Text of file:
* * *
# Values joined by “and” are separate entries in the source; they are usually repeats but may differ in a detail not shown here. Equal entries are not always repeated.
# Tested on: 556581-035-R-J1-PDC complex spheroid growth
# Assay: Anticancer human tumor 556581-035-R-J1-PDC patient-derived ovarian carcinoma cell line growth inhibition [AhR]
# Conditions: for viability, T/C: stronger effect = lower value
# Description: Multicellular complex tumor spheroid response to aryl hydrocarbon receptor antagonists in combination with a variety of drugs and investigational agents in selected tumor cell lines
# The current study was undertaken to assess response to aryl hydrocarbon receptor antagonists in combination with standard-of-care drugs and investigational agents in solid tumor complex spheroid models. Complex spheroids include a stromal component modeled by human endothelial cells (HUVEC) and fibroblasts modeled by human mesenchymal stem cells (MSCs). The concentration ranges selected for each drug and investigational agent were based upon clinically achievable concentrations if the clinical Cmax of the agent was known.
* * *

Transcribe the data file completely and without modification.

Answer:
# Values joined by “and” are separate entries in the source; they are usually repeats but may differ in a detail not shown here. Equal entries are not always repeated.
# Tested on: 556581-035-R-J1-PDC complex spheroid growth
# Assay: Anticancer human tumor 556581-035-R-J1-PDC patient-derived ovarian carcinoma cell line growth inhibition [AhR]
# Conditions: for viability, T/C: stronger effect = lower value
# Description: Multicellular complex tumor spheroid response to aryl hydrocarbon receptor antagonists in combination with a variety of drugs and investigational agents in selected tumor cell lines
# The current study was undertaken to assess response to aryl hydrocarbon receptor antagonists in combination with standard-of-care drugs and investigational agents in solid tumor complex spheroid models. Complex spheroids include a stromal component modeled by human endothelial cells (HUVEC) and fibroblasts modeled by human mesenchymal stem cells (MSCs). The concentration ranges selected for each drug and investigational agent were based upon clinically achievable concentrations if the clinical Cmax of the agent was known.